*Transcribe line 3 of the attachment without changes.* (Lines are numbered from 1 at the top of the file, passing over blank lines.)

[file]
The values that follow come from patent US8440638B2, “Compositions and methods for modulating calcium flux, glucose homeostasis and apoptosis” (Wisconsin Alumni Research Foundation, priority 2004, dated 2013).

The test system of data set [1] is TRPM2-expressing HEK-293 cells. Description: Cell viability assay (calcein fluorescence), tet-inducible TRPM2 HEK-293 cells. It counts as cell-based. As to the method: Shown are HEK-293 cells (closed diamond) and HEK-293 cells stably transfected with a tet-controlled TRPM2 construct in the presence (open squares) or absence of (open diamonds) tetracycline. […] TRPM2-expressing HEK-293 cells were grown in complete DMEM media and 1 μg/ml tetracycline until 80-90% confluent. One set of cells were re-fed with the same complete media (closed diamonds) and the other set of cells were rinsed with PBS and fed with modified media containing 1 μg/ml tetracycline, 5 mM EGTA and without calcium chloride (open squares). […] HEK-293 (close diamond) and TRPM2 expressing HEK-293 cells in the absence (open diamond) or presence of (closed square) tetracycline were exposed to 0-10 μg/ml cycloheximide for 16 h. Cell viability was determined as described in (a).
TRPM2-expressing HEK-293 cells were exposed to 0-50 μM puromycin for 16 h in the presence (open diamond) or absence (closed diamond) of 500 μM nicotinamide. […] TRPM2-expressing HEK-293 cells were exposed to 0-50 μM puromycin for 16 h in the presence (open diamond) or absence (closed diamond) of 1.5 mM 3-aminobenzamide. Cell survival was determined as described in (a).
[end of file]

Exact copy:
TRPM2-expressing HEK-293 cells were exposed to 0-50 μM puromycin for 16 h in the presence (open diamond) or absence (closed diamond) of 500 μM nicotinamide. […] TRPM2-expressing HEK-293 cells were exposed to 0-50 μM puromycin for 16 h in the presence (open diamond) or absence (closed diamond) of 1.5 mM 3-aminobenzamide. Cell survival was determined as described in (a).